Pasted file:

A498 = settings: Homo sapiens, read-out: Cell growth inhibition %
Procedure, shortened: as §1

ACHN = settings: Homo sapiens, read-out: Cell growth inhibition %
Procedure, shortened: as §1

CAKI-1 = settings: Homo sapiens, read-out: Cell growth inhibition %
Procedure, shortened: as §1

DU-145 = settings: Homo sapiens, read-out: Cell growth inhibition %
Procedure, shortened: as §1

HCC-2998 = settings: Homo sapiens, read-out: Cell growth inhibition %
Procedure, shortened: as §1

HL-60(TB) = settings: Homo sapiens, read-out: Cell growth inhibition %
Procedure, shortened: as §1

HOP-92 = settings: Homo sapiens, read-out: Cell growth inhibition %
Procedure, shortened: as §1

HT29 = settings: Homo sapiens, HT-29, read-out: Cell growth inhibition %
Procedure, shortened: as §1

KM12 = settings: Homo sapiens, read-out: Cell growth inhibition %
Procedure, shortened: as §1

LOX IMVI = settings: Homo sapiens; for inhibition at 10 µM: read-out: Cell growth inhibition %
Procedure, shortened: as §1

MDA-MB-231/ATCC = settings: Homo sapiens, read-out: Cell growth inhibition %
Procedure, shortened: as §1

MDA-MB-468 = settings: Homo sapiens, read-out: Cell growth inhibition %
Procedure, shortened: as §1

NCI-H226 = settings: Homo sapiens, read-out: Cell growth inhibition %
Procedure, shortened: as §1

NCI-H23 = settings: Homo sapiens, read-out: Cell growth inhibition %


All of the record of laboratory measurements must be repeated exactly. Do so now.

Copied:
A498 = settings: Homo sapiens, read-out: Cell growth inhibition %
Procedure, shortened: as §1

ACHN = settings: Homo sapiens, read-out: Cell growth inhibition %
Procedure, shortened: as §1

CAKI-1 = settings: Homo sapiens, read-out: Cell growth inhibition %
Procedure, shortened: as §1

DU-145 = settings: Homo sapiens, read-out: Cell growth inhibition %
Procedure, shortened: as §1

HCC-2998 = settings: Homo sapiens, read-out: Cell growth inhibition %
Procedure, shortened: as §1

HL-60(TB) = settings: Homo sapiens, read-out: Cell growth inhibition %
Procedure, shortened: as §1

HOP-92 = settings: Homo sapiens, read-out: Cell growth inhibition %
Procedure, shortened: as §1

HT29 = settings: Homo sapiens, HT-29, read-out: Cell growth inhibition %
Procedure, shortened: as §1

KM12 = settings: Homo sapiens, read-out: Cell growth inhibition %
Procedure, shortened: as §1

LOX IMVI = settings: Homo sapiens; for inhibition at 10 µM: read-out: Cell growth inhibition %
Procedure, shortened: as §1

MDA-MB-231/ATCC = settings: Homo sapiens, read-out: Cell growth inhibition %
Procedure, shortened: as §1

MDA-MB-468 = settings: Homo sapiens, read-out: Cell growth inhibition %
Procedure, shortened: as §1

NCI-H226 = settings: Homo sapiens, read-out: Cell growth inhibition %
Procedure, shortened: as §1

NCI-H23 = settings: Homo sapiens, read-out: Cell growth inhibition %